Stunning Gadget Check? Amazon Echo Loop!

Amazon took a damned Echo speaker and put it in a ring, calling it the Echo Loop. It’s part of an Amazon program called “Day1,” which is code for “there’s a bunch of products that aren’t really ready for mass sales, but we’d like to put them out there anyway.” The first two are the smart eyeglass frames and that little ring.

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It works, but not very loud is the audio. That’s probably a combination of design and necessity because you don’t want everyone here to know what you’re doing. Inside there’s a small button, and with your thumb, you reach in and press it. There’s a tiny vibration when you do, which confirms Alexa’s listening.

You don’t do this when it’s just sitting next to you, on a desk or something. The idea is to raise it to your mouth and whisper your request like a tiny secret that you tell a robot that lives on your finger inside a piece of strange tech jewelry. Alexa responds in a very quiet, tinny voice after using Bluetooth to get to the internet through your phone. It was hard to hear in a loud room.


The biggest announcements from Amazon’s fall 2019 hardware event That’s kind of the length and breadth of this $179.99 limited quantity device (there’s a $129.99 “introductory” price), but there are some interesting details I’ve learned with it in my time:

It comes in four sizes: Small, Medium, Big, and Extra Big. For demos here, Amazon used the extra-large. A ring sizing kit will be sent to customers with plastic fake Echo Loops so that they can pick up their ideal size. The battery with “intermittent use” should last “about a day.”

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It can vibrate when you receive notifications, just like a smartwatch, but you can’t have custom vibrations for different notifications.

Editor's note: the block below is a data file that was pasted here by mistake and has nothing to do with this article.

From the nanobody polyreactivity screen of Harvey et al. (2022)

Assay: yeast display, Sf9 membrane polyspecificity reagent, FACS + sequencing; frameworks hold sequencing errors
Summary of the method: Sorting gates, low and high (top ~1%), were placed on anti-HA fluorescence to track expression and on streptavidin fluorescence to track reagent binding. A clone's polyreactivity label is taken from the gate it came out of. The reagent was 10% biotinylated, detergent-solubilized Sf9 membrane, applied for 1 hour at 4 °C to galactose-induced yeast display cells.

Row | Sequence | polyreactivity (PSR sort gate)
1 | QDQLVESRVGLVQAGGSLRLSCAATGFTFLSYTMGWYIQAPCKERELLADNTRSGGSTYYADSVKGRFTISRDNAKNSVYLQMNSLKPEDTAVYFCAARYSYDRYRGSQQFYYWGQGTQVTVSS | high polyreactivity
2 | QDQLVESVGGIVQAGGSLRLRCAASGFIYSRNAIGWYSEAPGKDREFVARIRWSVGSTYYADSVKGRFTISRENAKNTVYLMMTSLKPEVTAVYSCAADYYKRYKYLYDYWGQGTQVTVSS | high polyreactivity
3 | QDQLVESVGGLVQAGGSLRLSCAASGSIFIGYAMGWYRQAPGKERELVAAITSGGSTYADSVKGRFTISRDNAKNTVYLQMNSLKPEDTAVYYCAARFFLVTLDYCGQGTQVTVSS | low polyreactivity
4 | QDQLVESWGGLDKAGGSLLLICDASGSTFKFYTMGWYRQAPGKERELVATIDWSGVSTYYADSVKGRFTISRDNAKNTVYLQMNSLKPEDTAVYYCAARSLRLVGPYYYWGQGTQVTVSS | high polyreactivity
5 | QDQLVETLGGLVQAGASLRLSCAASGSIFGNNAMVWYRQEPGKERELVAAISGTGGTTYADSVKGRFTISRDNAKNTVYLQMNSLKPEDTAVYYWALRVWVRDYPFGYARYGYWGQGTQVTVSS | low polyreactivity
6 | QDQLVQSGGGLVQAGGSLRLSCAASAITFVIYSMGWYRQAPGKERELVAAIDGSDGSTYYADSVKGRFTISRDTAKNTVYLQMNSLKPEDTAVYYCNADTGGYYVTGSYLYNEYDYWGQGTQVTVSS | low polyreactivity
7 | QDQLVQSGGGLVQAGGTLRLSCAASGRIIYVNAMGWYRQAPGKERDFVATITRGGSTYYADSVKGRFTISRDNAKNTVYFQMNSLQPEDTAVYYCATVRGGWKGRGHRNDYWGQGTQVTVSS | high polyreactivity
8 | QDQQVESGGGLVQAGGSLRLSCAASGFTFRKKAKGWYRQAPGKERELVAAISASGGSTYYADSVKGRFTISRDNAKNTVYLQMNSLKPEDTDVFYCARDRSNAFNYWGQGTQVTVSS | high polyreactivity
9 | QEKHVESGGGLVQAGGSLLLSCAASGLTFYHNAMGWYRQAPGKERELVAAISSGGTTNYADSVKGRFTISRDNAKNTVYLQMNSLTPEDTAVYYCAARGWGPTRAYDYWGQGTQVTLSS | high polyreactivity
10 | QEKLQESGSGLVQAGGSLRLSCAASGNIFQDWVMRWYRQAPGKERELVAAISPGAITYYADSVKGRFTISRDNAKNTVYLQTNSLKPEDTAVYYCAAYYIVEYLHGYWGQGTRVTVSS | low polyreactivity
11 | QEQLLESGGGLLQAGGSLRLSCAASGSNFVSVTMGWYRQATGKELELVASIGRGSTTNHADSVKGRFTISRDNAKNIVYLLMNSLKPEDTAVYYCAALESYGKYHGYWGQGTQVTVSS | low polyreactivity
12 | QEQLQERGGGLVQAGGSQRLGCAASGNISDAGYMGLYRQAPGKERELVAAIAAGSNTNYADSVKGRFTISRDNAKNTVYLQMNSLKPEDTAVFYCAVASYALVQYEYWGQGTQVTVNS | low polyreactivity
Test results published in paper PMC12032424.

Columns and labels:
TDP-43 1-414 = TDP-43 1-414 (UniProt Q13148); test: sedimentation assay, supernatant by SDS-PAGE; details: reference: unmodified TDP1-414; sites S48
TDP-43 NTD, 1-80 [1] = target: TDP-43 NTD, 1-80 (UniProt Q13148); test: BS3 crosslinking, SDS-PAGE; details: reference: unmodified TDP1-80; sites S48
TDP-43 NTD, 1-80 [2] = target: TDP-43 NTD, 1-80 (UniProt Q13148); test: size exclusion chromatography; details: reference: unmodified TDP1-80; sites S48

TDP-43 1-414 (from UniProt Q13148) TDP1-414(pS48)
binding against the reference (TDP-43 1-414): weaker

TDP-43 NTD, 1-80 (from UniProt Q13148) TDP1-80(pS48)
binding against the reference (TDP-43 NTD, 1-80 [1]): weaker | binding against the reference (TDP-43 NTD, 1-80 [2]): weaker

You can long-press the button to get to your phone’s default voice assistant, like Siri or Google Assistant.

To accept or reject calls, you can use the button, but not to play or pause music. And there’s no accelerometer or whatever if you just want to tap the whole ring.

To speed up a favorite contact, you can also use the button.

I also learned that I had an extra-large ring. Think of it as one of the corny rings you might have been hustled into buying as a senior high school. I don’t hate the way it looks. Then again, as you may see in the photos below, my wedding ring is a plain brushed metal gray thing which — coincidentally — I bought from Amazon for less than 20 bucks.

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Either way, it’s got some heft to it. It can be felt. And if you really want to have access to Alexa at all times, it could be the most convenient way until Amazon manages to make a phone again or convince Apple or Google to join its interoperability club as a voice assistant. I bet Amazon would be pleased to create commemorative membership rings if they did.

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